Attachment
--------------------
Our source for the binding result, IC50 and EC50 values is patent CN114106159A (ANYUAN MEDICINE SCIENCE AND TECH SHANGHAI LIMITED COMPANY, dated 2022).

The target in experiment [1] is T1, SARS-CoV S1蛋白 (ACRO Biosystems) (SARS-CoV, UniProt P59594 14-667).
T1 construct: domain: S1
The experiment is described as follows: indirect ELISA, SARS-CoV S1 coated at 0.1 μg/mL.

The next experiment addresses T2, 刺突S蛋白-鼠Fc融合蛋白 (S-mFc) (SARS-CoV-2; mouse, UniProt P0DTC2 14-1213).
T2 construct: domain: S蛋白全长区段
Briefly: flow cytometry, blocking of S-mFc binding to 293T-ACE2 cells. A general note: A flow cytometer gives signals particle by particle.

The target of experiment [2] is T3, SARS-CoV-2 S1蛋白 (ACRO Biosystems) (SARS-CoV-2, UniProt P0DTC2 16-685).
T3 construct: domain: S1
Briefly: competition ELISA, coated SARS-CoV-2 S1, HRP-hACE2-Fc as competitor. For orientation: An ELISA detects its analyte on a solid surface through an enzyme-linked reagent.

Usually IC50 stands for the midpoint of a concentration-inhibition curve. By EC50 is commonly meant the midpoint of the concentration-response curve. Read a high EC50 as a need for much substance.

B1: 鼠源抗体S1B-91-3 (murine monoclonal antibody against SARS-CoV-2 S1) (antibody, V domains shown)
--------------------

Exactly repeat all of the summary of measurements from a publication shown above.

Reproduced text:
Our source for the binding result, IC50 and EC50 values is patent CN114106159A (ANYUAN MEDICINE SCIENCE AND TECH SHANGHAI LIMITED COMPANY, dated 2022).

The target in experiment [1] is T1, SARS-CoV S1蛋白 (ACRO Biosystems) (SARS-CoV, UniProt P59594 14-667).
T1 construct: domain: S1
The experiment is described as follows: indirect ELISA, SARS-CoV S1 coated at 0.1 μg/mL.

The next experiment addresses T2, 刺突S蛋白-鼠Fc融合蛋白 (S-mFc) (SARS-CoV-2; mouse, UniProt P0DTC2 14-1213).
T2 construct: domain: S蛋白全长区段
Briefly: flow cytometry, blocking of S-mFc binding to 293T-ACE2 cells. A general note: A flow cytometer gives signals particle by particle.

The target of experiment [2] is T3, SARS-CoV-2 S1蛋白 (ACRO Biosystems) (SARS-CoV-2, UniProt P0DTC2 16-685).
T3 construct: domain: S1
Briefly: competition ELISA, coated SARS-CoV-2 S1, HRP-hACE2-Fc as competitor. For orientation: An ELISA detects its analyte on a solid surface through an enzyme-linked reagent.

Usually IC50 stands for the midpoint of a concentration-inhibition curve. By EC50 is commonly meant the midpoint of the concentration-response curve. Read a high EC50 as a need for much substance.

B1: 鼠源抗体S1B-91-3 (murine monoclonal antibody against SARS-CoV-2 S1) (antibody, V domains shown)